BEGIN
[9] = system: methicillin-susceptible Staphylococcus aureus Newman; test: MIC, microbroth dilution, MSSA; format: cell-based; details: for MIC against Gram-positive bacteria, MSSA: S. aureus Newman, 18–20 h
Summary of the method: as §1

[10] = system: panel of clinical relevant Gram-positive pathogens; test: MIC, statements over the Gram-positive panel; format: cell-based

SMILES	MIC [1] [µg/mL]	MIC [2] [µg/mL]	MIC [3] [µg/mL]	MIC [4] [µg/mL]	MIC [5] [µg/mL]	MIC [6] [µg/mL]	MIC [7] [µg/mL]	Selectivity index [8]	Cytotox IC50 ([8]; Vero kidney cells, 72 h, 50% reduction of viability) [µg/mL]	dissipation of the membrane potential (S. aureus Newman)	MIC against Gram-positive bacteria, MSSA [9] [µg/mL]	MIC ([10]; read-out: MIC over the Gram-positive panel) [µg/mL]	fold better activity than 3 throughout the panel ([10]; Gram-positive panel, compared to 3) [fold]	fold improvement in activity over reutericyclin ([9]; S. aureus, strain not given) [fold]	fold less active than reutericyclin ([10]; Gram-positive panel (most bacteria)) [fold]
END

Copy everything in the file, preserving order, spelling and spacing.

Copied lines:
[9] = system: methicillin-susceptible Staphylococcus aureus Newman; test: MIC, microbroth dilution, MSSA; format: cell-based; details: for MIC against Gram-positive bacteria, MSSA: S. aureus Newman, 18–20 h
Summary of the method: as §1

[10] = system: panel of clinical relevant Gram-positive pathogens; test: MIC, statements over the Gram-positive panel; format: cell-based

SMILES	MIC [1] [µg/mL]	MIC [2] [µg/mL]	MIC [3] [µg/mL]	MIC [4] [µg/mL]	MIC [5] [µg/mL]	MIC [6] [µg/mL]	MIC [7] [µg/mL]	Selectivity index [8]	Cytotox IC50 ([8]; Vero kidney cells, 72 h, 50% reduction of viability) [µg/mL]	dissipation of the membrane potential (S. aureus Newman)	MIC against Gram-positive bacteria, MSSA [9] [µg/mL]	MIC ([10]; read-out: MIC over the Gram-positive panel) [µg/mL]	fold better activity than 3 throughout the panel ([10]; Gram-positive panel, compared to 3) [fold]	fold improvement in activity over reutericyclin ([9]; S. aureus, strain not given) [fold]	fold less active than reutericyclin ([10]; Gram-positive panel (most bacteria)) [fold]